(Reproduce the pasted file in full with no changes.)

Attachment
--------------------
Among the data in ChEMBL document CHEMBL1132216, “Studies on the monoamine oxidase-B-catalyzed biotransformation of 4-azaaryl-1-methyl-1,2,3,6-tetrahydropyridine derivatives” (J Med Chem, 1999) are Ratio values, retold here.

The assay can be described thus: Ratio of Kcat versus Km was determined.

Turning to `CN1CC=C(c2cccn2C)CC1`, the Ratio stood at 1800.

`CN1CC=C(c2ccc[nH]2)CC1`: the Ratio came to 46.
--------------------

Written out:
Among the data in ChEMBL document CHEMBL1132216, “Studies on the monoamine oxidase-B-catalyzed biotransformation of 4-azaaryl-1-methyl-1,2,3,6-tetrahydropyridine derivatives” (J Med Chem, 1999) are Ratio values, retold here.

The assay can be described thus: Ratio of Kcat versus Km was determined.

Turning to `CN1CC=C(c2cccn2C)CC1`, the Ratio stood at 1800.

`CN1CC=C(c2ccc[nH]2)CC1`: the Ratio came to 46.